Yet, even as house-swapping sites grow in popularity, their success rates remain questionable. (Both Westbrook and Holt say they don't track the house swapping success stories that result from their site). According to Jeremy Brandt, CEO of Dallas-based 1-800-CashOffer, a national network of real estate investors who buy homes for cash, the probability of a match occurring is very low. "People should be careful about their expectations [because] a very small number of people ever get matched," he says.
For homeowners willing to take the gamble anyway, here's what you need to know before seeking a swap.
Keep an eye out for red flagsNot all house-swapping sites are created equal. Sellers should keep an eye out for sites that make promises that seem too good to be true (such as claiming they can arrange a swap in a certain period of time), says Babb.
Also, be wary of sites that charge a monthly fee to list a property. "A monthly fee...would give them reason to not want to sell your home," says Babb. Instead look for a one-time upfront fee. OnlineHouseTrading.com charges a one-time fee of $20 — no matter how much time it takes to make a swap. Pad4Pad.com also charges a $20 fee, but if you refer five friends to the site (by providing their email addresses) your posting is free.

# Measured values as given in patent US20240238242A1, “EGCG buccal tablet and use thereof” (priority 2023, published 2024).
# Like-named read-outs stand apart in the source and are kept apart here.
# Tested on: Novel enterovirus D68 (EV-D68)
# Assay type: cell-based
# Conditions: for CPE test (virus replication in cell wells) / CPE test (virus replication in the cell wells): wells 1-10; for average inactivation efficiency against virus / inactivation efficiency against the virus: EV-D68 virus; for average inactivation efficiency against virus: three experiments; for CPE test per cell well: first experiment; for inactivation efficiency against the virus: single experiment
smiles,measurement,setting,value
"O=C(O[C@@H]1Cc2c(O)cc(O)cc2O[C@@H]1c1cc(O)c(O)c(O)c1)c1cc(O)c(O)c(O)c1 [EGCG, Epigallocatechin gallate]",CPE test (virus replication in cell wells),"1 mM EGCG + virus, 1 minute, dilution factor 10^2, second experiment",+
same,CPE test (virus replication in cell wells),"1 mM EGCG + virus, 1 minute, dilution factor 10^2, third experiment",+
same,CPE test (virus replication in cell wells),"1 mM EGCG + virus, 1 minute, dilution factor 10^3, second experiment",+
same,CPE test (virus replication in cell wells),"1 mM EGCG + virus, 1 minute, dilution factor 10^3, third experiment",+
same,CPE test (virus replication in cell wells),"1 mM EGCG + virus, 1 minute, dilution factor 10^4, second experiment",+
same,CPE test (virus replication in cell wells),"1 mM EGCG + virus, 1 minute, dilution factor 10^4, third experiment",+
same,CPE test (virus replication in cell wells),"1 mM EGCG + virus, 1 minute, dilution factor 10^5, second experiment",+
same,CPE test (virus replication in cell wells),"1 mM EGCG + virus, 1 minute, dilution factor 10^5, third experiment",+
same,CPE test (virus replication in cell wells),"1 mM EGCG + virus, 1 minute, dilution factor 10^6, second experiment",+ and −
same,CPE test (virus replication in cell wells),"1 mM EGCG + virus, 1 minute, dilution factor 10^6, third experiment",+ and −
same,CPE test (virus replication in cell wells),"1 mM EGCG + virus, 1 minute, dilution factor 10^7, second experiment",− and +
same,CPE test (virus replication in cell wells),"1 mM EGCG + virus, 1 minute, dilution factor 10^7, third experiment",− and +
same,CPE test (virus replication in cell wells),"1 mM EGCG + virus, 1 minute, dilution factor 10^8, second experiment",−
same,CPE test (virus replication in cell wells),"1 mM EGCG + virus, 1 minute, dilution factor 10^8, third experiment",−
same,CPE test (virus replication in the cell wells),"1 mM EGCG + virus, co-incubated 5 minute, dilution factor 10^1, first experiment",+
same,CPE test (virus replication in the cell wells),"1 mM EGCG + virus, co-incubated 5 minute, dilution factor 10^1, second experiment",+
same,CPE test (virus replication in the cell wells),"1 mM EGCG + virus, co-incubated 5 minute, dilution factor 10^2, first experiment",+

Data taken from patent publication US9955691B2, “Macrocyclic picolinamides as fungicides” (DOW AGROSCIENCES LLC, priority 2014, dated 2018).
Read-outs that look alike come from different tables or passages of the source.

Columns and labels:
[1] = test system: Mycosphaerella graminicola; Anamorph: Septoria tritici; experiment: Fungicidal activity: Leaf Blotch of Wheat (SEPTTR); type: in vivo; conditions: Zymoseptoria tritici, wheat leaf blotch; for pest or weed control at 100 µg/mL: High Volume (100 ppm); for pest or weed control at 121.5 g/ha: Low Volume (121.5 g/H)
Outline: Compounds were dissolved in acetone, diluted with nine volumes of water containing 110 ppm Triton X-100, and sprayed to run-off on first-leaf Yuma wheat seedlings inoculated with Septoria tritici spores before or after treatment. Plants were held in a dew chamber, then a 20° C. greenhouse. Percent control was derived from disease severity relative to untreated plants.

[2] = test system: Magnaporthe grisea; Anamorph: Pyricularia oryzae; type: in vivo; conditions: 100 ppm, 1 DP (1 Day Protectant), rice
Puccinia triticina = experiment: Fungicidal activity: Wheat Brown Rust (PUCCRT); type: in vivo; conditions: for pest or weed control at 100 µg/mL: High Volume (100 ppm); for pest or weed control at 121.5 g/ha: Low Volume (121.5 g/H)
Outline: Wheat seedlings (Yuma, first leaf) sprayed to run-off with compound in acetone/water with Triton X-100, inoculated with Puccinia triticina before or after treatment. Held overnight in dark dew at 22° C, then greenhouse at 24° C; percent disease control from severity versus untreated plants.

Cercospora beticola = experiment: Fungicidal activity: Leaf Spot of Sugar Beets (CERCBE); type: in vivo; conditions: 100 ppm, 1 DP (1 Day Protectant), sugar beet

Insure your privacyThink your personal information is private? Think again.
Know what you're gettingYou can't tell whether a roof leaks or mold is growing in the basement just by looking at a picture on a computer screen. If you're planning a home swap, remember to take the same steps you would when buying a home in your local market.
"Really treat this transaction as you would treat any other," says Neil Garfinkel, a real estate attorney and partner at the New York-based firm, Abrams Garfinkel Margolis Bergson.
Hire a local home inspector who can assess the house's condition and visit the property at least once before you purchase it. Also, find out if the home has any liens by contacting the county recorder's office (most counties have one). The most common liens, says Babb, are unpaid property taxes or a mechanic lien, which results from unpaid contractor work.